Stepping into the center is in itself a calming experience. The atmosphere is a respite form the bustle of Braddock Ave. I leave with a peaceful outlook and a healthier body.
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1. Ease into training.
If you haven’t been exercising regularly for a while, do not expect to win a marathon in the coming months. Many Olympic athletes train from childhood to be at the fitness levels they are today. Be patient with your body and set reasonable, incremental exercise goals. The University of Rochester Medical Center advises using the “10 percent rule”: To prevent injuries, increase your activity level by just 10 percent or less each week. In other words, if you are training for a marathon, jog a total of 10 miles your first week, 11 miles your second week, 12.1 miles the third week, and so on.
2. Up your fuel efficiency. In general, athletes need to consume more calories than less active folks, especially in the form of carbohydrates. Make sure your calories are coming from whole foods rather than processed ones with simple sugars. Eat plenty of whole grain breads and pasta, fresh fruits, green and leafy vegetables and healthy fats from nuts and nut butter, avocadoes, and olive oil. Nutrition is most important before and directly following an exercise session. At these times, aim for snacks with a carbohydrate to protein ratio of 3:1 or 4:1.
Some easy examples are:
- Two hard-boiled eggs with whole wheat toast
- Hummus with whole wheat pita bread
- An apple and low-fat Greek yogurt
- Almond butter on a whole wheat English muffin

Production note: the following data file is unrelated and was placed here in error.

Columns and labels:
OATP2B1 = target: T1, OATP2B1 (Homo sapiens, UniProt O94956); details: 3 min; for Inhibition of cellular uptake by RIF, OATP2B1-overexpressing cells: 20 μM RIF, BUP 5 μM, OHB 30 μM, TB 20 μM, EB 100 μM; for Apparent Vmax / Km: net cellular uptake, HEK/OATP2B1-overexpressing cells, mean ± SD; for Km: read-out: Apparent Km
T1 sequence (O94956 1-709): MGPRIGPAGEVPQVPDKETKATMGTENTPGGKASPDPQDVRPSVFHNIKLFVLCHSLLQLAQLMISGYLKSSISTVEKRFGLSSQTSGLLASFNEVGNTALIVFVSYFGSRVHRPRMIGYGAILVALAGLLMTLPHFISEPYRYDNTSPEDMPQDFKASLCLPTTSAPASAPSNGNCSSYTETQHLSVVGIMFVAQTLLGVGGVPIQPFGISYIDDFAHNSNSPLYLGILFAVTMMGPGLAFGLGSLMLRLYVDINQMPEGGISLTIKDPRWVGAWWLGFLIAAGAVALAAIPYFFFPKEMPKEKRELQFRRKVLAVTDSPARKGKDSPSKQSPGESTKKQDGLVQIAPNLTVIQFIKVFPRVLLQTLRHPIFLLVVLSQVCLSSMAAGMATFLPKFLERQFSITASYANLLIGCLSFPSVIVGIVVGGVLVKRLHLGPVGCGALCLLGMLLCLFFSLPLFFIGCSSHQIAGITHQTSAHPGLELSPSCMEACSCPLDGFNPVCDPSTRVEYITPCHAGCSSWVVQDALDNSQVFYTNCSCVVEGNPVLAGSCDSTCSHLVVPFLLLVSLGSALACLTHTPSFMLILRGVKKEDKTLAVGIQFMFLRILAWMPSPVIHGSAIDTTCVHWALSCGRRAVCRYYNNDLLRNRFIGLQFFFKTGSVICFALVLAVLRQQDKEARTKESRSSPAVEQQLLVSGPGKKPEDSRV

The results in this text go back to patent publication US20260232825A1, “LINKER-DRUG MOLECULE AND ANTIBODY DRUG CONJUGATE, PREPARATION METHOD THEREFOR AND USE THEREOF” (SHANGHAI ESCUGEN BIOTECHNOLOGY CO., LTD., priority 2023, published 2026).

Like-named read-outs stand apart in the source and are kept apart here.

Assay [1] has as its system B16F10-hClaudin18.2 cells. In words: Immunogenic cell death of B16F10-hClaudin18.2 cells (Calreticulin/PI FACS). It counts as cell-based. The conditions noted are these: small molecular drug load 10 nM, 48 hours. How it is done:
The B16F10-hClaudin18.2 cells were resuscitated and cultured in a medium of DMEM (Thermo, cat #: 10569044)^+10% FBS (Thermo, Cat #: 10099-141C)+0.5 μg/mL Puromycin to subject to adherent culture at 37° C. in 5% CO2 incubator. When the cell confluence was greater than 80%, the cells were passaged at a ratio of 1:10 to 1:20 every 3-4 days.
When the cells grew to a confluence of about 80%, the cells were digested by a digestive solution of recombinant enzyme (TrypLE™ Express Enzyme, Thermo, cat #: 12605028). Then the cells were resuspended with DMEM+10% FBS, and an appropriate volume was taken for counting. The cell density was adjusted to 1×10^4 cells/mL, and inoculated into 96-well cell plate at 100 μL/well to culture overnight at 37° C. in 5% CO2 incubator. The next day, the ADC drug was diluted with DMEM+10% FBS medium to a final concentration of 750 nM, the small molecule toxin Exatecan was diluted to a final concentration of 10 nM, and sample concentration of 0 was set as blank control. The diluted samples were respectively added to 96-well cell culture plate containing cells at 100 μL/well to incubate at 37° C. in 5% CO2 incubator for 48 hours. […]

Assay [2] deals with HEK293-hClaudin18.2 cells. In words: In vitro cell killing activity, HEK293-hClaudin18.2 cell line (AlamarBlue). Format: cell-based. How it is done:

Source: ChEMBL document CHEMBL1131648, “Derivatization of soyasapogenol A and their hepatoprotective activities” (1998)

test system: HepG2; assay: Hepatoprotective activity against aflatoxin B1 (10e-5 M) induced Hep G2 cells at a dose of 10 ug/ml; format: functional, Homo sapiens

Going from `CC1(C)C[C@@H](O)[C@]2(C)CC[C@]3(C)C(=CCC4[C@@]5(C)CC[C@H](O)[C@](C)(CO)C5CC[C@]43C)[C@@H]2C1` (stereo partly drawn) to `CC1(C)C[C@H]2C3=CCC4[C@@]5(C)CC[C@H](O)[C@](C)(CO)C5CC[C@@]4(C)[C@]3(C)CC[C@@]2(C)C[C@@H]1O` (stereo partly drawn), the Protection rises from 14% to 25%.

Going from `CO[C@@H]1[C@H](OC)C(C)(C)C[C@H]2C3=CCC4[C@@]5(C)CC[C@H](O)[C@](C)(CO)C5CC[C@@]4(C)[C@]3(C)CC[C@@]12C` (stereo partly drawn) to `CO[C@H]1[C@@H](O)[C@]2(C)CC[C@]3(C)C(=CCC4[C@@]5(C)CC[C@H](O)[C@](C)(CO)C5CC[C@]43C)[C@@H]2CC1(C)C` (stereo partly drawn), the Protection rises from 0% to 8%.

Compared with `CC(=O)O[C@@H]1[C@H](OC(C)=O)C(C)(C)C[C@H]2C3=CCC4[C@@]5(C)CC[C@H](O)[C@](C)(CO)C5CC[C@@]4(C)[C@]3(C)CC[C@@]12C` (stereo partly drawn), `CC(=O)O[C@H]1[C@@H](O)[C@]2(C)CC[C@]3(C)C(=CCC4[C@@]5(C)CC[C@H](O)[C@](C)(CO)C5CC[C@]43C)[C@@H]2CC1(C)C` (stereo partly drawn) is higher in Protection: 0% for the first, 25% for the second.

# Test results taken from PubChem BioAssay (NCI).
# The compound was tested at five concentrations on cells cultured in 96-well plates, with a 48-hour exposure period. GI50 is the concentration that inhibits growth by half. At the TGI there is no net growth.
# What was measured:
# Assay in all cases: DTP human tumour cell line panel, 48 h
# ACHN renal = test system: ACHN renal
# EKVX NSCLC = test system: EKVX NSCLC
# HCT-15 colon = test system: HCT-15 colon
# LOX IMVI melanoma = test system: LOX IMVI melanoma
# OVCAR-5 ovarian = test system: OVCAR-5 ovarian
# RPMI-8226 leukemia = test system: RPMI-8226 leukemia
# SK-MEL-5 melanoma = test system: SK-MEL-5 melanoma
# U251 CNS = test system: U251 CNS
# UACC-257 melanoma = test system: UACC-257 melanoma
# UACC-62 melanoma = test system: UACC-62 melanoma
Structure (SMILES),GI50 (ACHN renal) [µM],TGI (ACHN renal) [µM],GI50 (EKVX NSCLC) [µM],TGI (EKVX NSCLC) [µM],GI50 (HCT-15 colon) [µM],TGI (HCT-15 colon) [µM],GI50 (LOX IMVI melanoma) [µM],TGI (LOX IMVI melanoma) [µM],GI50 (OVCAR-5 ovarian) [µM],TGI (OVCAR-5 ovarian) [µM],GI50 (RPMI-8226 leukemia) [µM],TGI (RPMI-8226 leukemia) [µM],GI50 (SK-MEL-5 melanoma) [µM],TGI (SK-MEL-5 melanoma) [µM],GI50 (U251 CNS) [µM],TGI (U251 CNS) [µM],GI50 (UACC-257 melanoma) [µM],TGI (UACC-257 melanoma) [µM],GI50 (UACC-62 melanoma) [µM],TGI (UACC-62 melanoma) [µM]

- Oatmeal with a scoop of protein powder.
3. Seek out a professional. Working with a certified health coach or fitness trainer can often push you to the next level or help you break through a workout plateau. Proper instruction yields proper form, reducing your risk of injury.
4. Recover properly and plentifully. Be sure to get seven to nine hours of sleep nightly. In a study from the Stanford University School of Medicine, researchers followed 11 varsity basketball team players from Stanford for five to seven weeks, encouraging them to get ten hours of sleep per night and measuring their actual clocked hours. Though the study was small, it found that players averaged an increase of 90 minutes of sleep per night. As a group, the players took close to a second off of their 282-foot sprints. They also increased their 15-foot free throws from an average success rate of 7.9 to 8.8 out of 10. Another great option for recovery is booking a massage. According to an article on MedPage Today, for its 525 athletes, this years U.S. Olympic team has a team of 80 medical professionals, including massage therapists available to help with injury prevention and illness. Regular massage is a great option after an intense workout session. Not only does it relieve the pain and stiffness of sore muscles, but it also prevents the formation of scar tissue.
5. Remember to stretch. At the very least, stretch the major muscle groups of your body after each exercise session.
- For the shoulders and the area between the shoulder blades, stretch both hands overhead, bend one elbow and place the hand of the bent elbow on the upper back. With the opposite hand, gently pull the raised elbow in towards the midline of the body. Switch sides.
- For the upper and middle back, place the left hand behind your lower back, gently bring your right ear towards your right shoulder, and switch sides.
- For the backs of the legs or hamstrings, stand up and place one leg up on a chair. Keeping the raised leg and the back as straight as possible and the toes pointing straight up, hinge at the hips, folding the chest towards the thigh. Switch legs.
- For the front of the thighs or quadriceps, lie on your side. Keeping the hips square, grasp one ankle and gently kick into your hand while pressing the hips forward. For the obliques, lie face up with your arms out to the sides in a T-shape. Bend both knees into the chest, then drop them off to the right side. Switch sides. For photos and more detailed descriptions of these and more stretches, see our blog post on stretching.
Resources and Further Reading: